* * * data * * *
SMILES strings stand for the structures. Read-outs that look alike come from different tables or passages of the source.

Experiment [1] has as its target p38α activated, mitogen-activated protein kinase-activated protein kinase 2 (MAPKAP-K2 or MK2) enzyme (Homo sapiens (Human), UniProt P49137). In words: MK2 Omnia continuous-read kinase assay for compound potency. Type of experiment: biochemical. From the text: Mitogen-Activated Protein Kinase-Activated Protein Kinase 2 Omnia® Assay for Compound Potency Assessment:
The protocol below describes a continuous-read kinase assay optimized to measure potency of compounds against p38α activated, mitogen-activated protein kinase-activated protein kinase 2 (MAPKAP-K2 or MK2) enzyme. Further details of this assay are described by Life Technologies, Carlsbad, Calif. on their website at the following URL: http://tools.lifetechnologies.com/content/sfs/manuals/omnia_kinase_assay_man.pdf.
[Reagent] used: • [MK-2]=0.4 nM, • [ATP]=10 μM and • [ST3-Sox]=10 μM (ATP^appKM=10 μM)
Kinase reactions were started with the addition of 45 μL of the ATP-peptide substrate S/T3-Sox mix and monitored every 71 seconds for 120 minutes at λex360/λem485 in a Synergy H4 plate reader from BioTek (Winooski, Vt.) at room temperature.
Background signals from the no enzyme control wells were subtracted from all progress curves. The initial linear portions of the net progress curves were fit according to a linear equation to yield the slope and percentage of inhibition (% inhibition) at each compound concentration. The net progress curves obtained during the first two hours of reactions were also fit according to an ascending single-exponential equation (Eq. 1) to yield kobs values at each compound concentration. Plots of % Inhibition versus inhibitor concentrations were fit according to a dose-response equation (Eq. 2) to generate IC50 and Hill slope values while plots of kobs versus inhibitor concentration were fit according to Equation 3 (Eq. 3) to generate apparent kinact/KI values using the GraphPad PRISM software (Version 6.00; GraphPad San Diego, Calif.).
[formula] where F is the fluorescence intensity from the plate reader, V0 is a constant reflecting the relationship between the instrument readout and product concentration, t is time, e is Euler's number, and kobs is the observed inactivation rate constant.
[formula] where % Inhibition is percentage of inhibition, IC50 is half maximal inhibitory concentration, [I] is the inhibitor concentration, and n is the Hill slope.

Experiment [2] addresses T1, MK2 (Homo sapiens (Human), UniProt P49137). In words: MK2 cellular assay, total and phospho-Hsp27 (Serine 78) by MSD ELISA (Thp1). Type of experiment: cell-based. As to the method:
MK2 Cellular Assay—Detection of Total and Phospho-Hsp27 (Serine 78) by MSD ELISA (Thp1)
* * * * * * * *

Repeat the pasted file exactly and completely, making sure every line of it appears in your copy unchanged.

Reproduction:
SMILES strings stand for the structures. Read-outs that look alike come from different tables or passages of the source.

Experiment [1] has as its target p38α activated, mitogen-activated protein kinase-activated protein kinase 2 (MAPKAP-K2 or MK2) enzyme (Homo sapiens (Human), UniProt P49137). In words: MK2 Omnia continuous-read kinase assay for compound potency. Type of experiment: biochemical. From the text: Mitogen-Activated Protein Kinase-Activated Protein Kinase 2 Omnia® Assay for Compound Potency Assessment:
The protocol below describes a continuous-read kinase assay optimized to measure potency of compounds against p38α activated, mitogen-activated protein kinase-activated protein kinase 2 (MAPKAP-K2 or MK2) enzyme. Further details of this assay are described by Life Technologies, Carlsbad, Calif. on their website at the following URL: http://tools.lifetechnologies.com/content/sfs/manuals/omnia_kinase_assay_man.pdf.
[Reagent] used: • [MK-2]=0.4 nM, • [ATP]=10 μM and • [ST3-Sox]=10 μM (ATP^appKM=10 μM)
Kinase reactions were started with the addition of 45 μL of the ATP-peptide substrate S/T3-Sox mix and monitored every 71 seconds for 120 minutes at λex360/λem485 in a Synergy H4 plate reader from BioTek (Winooski, Vt.) at room temperature.
Background signals from the no enzyme control wells were subtracted from all progress curves. The initial linear portions of the net progress curves were fit according to a linear equation to yield the slope and percentage of inhibition (% inhibition) at each compound concentration. The net progress curves obtained during the first two hours of reactions were also fit according to an ascending single-exponential equation (Eq. 1) to yield kobs values at each compound concentration. Plots of % Inhibition versus inhibitor concentrations were fit according to a dose-response equation (Eq. 2) to generate IC50 and Hill slope values while plots of kobs versus inhibitor concentration were fit according to Equation 3 (Eq. 3) to generate apparent kinact/KI values using the GraphPad PRISM software (Version 6.00; GraphPad San Diego, Calif.).
[formula] where F is the fluorescence intensity from the plate reader, V0 is a constant reflecting the relationship between the instrument readout and product concentration, t is time, e is Euler's number, and kobs is the observed inactivation rate constant.
[formula] where % Inhibition is percentage of inhibition, IC50 is half maximal inhibitory concentration, [I] is the inhibitor concentration, and n is the Hill slope.

Experiment [2] addresses T1, MK2 (Homo sapiens (Human), UniProt P49137). In words: MK2 cellular assay, total and phospho-Hsp27 (Serine 78) by MSD ELISA (Thp1). Type of experiment: cell-based. As to the method:
MK2 Cellular Assay—Detection of Total and Phospho-Hsp27 (Serine 78) by MSD ELISA (Thp1)